This true story revealed the extent to which the diplomatic service were prepared to bury the facts if it was perceived to be in the ‘national interest’ – which in this case meant governmental interests. Truth or integrity counted for nothing in a world where only the fittest survived. Like Burgess in An Englishman Abroad, Higson stood up for what he believed in, and was cast out by his society.

    Performed with obvious sincerity by a cast including John Lloyd Fillingham (Higson), Michael Begley (Jacobi) and an oleaginous Malcolm Raeburn as the Man from the F[C]O, Buried was directed by Melanie Hines.

    aa

    Sunday, May 27, 2007

    In 1991 I worked with a guy called Mark Higson for around 18 months. In the 1980’s Mark was in charge of the Iraqi desk at the foreign office and was in a unique position to see the reality of what went on in the Arms to Iraq scandal in which ministers such as Alan Clarke and William Waldegrave were complicit. Mark resigned on principle at the corruption he felt was taking place. He became the chief witness in the Scott Inquiry into the sale of arms to Iraq. He quickly became almost unemployable and started to drink heavily. He lost his marriage and regular contact with his children in the early 1990’s.

    In what was must have been a very strange experience for him he came to work for us selling the training films we had made over the phone and became a team leader very quickly. But he was also drinking and empty vodka bottles were found in the cistern toilets. Eventually a senior manager asked him to leave. We had all known about his background. I remember coming back late from a meeting and he was being interviewed live by Channel 4 news outside our offices while the scandal was unfolding in the public eye.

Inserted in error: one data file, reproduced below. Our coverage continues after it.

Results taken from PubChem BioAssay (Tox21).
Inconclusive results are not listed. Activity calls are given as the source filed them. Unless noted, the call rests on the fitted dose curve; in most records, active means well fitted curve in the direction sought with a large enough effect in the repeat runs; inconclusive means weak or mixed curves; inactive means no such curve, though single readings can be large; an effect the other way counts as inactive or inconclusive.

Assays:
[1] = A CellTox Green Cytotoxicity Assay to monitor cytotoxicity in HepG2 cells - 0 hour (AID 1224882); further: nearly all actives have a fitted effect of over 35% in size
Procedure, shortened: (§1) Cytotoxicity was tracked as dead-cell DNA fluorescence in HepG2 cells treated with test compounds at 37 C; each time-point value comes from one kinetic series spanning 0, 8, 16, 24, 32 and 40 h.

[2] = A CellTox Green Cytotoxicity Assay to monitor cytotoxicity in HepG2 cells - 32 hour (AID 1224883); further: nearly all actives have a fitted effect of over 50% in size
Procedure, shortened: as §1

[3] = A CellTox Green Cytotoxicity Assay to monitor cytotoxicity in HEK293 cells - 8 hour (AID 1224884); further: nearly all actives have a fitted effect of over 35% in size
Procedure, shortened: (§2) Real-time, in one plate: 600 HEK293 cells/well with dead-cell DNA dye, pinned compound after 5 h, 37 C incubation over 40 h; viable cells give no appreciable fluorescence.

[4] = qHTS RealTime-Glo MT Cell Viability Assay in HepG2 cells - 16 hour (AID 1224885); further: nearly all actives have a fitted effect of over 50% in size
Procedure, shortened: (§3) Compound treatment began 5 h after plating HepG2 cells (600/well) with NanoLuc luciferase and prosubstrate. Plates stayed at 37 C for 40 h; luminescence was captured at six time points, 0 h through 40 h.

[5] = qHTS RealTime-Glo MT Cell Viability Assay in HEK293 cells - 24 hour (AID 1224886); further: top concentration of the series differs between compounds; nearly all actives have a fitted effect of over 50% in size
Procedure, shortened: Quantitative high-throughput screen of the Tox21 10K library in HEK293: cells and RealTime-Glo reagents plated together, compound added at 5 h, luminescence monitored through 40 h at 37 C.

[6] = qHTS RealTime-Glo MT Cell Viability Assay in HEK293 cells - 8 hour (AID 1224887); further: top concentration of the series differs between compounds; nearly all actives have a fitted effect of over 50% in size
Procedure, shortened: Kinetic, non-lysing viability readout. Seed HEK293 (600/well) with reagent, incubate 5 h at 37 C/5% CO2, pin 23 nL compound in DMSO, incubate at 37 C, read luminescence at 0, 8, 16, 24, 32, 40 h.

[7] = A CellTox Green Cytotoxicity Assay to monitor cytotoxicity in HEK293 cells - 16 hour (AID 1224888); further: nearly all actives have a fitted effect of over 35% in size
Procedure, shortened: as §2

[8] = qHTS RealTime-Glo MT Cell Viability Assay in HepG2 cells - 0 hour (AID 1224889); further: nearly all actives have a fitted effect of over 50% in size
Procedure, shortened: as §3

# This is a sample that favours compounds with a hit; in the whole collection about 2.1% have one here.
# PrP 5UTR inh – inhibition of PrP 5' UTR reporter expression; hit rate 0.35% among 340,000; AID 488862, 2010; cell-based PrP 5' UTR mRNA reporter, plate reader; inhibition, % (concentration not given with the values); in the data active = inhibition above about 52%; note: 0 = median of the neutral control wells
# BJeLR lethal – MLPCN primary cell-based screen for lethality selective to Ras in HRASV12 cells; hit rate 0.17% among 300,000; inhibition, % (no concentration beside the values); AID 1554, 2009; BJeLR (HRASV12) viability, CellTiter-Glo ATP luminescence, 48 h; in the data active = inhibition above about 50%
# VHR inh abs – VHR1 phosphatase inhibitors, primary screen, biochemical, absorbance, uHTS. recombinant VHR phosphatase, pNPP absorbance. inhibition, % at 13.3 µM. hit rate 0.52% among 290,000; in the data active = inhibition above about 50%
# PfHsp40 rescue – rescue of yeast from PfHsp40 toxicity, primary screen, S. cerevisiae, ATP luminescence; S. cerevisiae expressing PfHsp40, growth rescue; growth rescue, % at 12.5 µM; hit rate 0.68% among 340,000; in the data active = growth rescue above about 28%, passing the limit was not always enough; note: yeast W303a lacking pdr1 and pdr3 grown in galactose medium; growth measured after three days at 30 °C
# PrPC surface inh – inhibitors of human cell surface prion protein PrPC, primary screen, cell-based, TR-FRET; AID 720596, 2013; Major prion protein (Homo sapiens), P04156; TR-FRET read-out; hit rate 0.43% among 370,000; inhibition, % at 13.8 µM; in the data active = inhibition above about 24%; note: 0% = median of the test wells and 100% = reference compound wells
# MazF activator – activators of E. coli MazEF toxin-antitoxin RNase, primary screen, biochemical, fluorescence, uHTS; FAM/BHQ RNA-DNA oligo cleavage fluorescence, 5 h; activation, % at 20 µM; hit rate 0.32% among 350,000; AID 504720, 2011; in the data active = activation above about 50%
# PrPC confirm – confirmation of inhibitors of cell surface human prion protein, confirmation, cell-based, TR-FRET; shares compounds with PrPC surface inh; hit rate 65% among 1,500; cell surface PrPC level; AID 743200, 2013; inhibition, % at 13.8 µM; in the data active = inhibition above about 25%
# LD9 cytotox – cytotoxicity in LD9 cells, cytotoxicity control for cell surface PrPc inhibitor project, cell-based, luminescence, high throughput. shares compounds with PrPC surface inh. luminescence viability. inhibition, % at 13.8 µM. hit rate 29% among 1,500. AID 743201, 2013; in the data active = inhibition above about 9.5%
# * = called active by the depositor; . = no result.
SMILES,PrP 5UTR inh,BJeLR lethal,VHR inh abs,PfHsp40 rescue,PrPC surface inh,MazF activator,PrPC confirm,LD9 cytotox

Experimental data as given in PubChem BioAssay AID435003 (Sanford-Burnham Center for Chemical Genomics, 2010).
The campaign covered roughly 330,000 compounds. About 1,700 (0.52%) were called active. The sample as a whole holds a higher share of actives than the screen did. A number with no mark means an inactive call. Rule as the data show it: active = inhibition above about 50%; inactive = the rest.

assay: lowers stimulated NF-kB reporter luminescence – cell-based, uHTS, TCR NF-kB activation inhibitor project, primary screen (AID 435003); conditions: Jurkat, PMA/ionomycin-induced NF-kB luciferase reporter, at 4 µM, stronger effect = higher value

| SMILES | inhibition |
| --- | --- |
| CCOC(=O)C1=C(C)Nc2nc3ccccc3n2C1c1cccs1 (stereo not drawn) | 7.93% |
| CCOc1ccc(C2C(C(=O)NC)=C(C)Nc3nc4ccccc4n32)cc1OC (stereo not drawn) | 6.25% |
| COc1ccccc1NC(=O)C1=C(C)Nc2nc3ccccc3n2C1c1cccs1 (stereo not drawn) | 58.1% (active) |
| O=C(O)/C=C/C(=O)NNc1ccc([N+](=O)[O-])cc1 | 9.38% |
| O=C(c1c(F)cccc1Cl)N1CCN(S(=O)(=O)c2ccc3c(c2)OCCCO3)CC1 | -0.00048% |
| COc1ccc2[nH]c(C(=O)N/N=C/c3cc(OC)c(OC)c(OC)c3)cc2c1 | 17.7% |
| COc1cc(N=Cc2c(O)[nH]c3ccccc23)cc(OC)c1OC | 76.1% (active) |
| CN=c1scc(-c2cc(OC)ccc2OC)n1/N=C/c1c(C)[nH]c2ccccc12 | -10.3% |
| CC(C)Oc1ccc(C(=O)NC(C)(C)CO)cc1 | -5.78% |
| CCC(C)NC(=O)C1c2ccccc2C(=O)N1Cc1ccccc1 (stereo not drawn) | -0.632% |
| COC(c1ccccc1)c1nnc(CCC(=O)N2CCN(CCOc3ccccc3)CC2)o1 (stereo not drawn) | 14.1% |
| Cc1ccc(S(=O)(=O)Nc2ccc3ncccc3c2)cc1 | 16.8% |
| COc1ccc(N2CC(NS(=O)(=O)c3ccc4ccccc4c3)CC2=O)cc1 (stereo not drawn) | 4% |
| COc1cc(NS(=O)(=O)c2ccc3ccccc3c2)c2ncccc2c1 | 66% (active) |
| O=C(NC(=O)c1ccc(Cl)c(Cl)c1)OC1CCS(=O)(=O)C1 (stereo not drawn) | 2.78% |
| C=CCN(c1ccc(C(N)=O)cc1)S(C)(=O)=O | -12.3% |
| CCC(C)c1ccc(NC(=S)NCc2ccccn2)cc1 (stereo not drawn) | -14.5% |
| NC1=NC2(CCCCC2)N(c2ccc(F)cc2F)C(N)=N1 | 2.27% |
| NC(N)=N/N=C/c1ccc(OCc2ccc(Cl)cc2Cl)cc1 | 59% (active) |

I kept in touch with Mark for a while afterwards and the last time I saw him we went to a rugby match together ?” in 1993 I should think. I read an excellent John Sweeney book on the crisis in which Mark was clearly the primary source of information.

    Mark went to live in Birmingham, living in fear of being followed by the secret services which he undoubtedly was being for a least a while. I remember him saying ‘there are more than two of us watching this game of rugby’. He ended up living in a bedsit in Birmingham on social security and he couldn’t get a job. He died in 2000 aged 40 having had, it is assumed, a seizure and cracking his head as he fell. A Cambridge high flyer, a successful early career, a happy marriage all gone in a few years.

    I say all of this for several reasons.

    I knew quite a bit about Mark (and the arms to Iraq realities) but didn’t know what had happened to him after 1994 (we chatted on the phone then). Thanks to Steven Jacobi’s excellent play on radio 4 about Mark recently I was able to know what became of him. Steven Jacobi was his oldest friend and closest friend. I contacted him after the broadcast and he hopes to lengthen the play and take it to the stage.

    A key point here ?” and totally relevant to the continuing carnage in Iraq ?” is that we made Saddam Hussein the man he became through supporting him in the Iran-Iraq war and keeping him supplied with arms. If he ever had WMD’s, and the evidence suggests that while they had gone by 2003 he had them (or was developing them) prior to this we can all guess where he might have got them from. Decisions made 20-25 years ago are being played out in real events now. Mark didn’t live to see the current fiasco. I wonder what he might have made of it.

    The final point is that Mark was a lovely, honourable man working in a ghastly, dishonourable environment. He made an appalling career choice which killed him. A highly intelligent man he could have done many things more in keeping with his personality. Mark’s story tells us the dangers of trying to be something you aren’t or are unsuited to being. A horribly sad end to the life of such a warm, friendly guy.

    Posted by Douglas Miller at 6:11 AM

    http://psychlogicaltravelling.blogspot.com/2007/05/mark-higson.html

  • mary

    Glad you got back safely into the arms of your loved ones.

    Take a little time out to read John Pilger on Information Clearing House (Normalising The Crime of The Century)

    Did you know Mark Higson, another brave ex FCO man of courage?

    From Medialens

    Posted by David Manning on December 10, 2009, 11:21 am, in reply to “John Pilger: Normalising the Crime of the Century”

    Who would be a whistleblower?

    Buried by Steve Jacobi

    RADIO DRAMA REVIEWS ONLINE

    BBC Radio 4, 15 May 2009